It’s Way Too Easy For One Person To Review Bomb A Game On Metacritic

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Image: TurtleBlaze

Earlier this week, members of the three-person game studio TurtleBlaze discovered their newest game, Kunai, had been inundated with what they claim were bogus negative scores. The game’s user score on Metacritic had sunk from a strong 8.1 to an atrocious 1.7, emblazoned in a bright red box for all to see.

“We got review bombed,” the TurtleBlaze devs wrote in a mid-week post on the development site Gamasutra. It was the latest in a string of similar campaigns against both AAA and indie developers.

While the problem has since been corrected—Kunai is back up to a more reasonable score of 7.7—it pushed their game’s overall user score to abysmal levels and it exposed once again just how easy it is to manipulate user reviews to mess with game creators.

Kunai is a neat little action platformer about a computer tablet with ninja skills that arrived on Switch and PC on February 6. It’s TurtleBlaze’s second game, and as such, they were keeping a close eye on reviews in the weeks following its launch. On the 17th, they saw the user score had sunk.

“Review bombing,” or the act of relentlessly submitting negative review scores to aggregates like Metacritic in order to bring down the overall user score, occurs for various reasons. It can happen naturally, like when Warcraft 3 fans voiced their displeasure with the recent Reforged remaster en masse, or maliciously, such as Borderlands 3 getting decimated by negative scores on Steam because of its timed Epic Games Store exclusivity. In the case of Kunai, such a steep drop in a short amount of time signified to the developers that something abnormal was afoot.

After scouring the internet, the devs stumbled upon a now-deleted Reddit post that suggested that the Kunai review bombing was both fraudulent and carried out by a single person who appeared to have done this to another game as well.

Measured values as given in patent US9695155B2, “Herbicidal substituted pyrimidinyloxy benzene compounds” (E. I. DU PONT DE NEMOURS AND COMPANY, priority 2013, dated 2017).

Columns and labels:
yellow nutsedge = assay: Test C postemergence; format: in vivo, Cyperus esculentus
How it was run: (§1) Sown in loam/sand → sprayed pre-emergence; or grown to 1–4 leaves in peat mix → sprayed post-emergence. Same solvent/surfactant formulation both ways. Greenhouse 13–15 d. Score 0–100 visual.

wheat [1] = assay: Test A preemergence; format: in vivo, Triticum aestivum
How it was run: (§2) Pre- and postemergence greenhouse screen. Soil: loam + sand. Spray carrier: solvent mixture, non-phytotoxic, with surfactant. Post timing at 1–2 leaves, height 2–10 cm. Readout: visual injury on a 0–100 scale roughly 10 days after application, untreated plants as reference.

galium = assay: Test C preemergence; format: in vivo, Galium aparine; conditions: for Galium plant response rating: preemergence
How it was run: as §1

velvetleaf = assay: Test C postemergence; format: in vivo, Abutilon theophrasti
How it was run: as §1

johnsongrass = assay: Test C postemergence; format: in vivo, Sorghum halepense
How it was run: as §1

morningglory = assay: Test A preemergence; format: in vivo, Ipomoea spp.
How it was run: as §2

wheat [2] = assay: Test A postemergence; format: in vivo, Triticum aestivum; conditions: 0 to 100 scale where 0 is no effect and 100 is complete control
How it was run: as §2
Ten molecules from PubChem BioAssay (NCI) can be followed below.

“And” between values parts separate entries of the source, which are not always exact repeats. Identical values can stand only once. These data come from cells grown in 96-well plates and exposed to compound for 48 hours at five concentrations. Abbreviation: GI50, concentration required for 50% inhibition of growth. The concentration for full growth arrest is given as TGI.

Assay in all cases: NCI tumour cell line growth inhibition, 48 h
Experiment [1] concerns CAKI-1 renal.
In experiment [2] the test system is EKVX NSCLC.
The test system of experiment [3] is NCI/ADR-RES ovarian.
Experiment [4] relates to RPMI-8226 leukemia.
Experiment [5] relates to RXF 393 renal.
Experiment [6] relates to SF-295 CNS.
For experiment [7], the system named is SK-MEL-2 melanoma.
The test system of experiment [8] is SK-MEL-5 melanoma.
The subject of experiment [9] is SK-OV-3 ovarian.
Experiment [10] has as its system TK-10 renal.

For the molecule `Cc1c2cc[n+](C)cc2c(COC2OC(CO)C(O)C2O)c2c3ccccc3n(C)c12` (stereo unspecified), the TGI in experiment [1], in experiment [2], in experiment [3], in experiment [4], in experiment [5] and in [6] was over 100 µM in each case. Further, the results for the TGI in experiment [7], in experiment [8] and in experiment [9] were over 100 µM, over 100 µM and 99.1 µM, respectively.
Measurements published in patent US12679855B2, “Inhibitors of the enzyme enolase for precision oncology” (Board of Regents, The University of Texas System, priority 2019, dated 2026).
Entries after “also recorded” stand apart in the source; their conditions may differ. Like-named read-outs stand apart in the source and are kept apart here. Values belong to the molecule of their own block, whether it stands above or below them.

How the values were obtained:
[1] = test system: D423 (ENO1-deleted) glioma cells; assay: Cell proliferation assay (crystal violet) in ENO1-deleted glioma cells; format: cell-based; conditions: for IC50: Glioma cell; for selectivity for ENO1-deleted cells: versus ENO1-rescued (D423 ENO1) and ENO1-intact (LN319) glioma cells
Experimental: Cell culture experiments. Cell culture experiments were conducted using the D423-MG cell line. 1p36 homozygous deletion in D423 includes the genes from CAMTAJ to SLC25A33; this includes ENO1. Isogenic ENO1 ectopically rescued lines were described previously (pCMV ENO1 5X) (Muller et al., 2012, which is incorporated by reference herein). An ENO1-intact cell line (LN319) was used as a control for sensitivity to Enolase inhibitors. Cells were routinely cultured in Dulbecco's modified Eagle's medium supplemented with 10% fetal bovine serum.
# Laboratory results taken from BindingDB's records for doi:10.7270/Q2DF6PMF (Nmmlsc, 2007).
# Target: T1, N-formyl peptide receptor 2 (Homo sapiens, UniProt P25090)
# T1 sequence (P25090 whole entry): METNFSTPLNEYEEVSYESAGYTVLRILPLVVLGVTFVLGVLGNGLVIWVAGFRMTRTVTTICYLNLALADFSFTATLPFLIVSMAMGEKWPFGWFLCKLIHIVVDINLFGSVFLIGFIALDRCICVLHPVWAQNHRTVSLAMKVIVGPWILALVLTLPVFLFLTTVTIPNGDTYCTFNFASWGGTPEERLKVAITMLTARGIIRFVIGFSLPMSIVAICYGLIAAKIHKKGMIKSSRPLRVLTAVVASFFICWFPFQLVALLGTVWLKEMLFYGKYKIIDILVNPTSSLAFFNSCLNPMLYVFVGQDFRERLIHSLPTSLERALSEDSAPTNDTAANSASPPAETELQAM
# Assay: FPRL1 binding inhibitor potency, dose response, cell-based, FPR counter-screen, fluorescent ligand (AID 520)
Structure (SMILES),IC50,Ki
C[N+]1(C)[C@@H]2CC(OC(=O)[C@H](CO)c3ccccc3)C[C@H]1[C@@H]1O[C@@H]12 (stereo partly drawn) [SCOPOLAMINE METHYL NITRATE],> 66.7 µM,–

TurtleBlaze say they realized just how easy it is to fake review scores on Metacritic upon personally investigating the issue. Unlike Steam, which requires users to have purchased the game before reviewing it, Metacritic user reviews are open to everyone as soon as they open an account. It’s as simple as signing up with a temporary email address, assigning a negative score, logging out, and repeating the cycle. I was able to create three new Metacritic accounts in rapid succession myself without my IP address setting off any alarms, as one might expect. And while I stopped short of scoring any games, it’s easy to see how this can be abused.

Kotaku asked Metacritic what the site currently does to prevent review bombing and whether they are looking at any additional stopgaps for situations like Kunai’s in the future.

“Metacritic takes issues of potential score manipulation seriously and has a number of policies in place to maintain score integrity,” a Metacritic spokesperson told Kotaku via email. “Moderators regularly review the site and remove any entries that do not fall within our guidelines in addition to a moderation queue where Metacritic users can flag unusual behavior. Moderators then review and remove any entries that violate our terms of service.”

While it’s true that negative reviews are something all creative people need to grapple with, it shouldn’t be so easy to single-handedly tank a game’s reputation on a whim. Moderation can only do so much in the face of hundreds of bad faith attempts at bringing down a game’s score.

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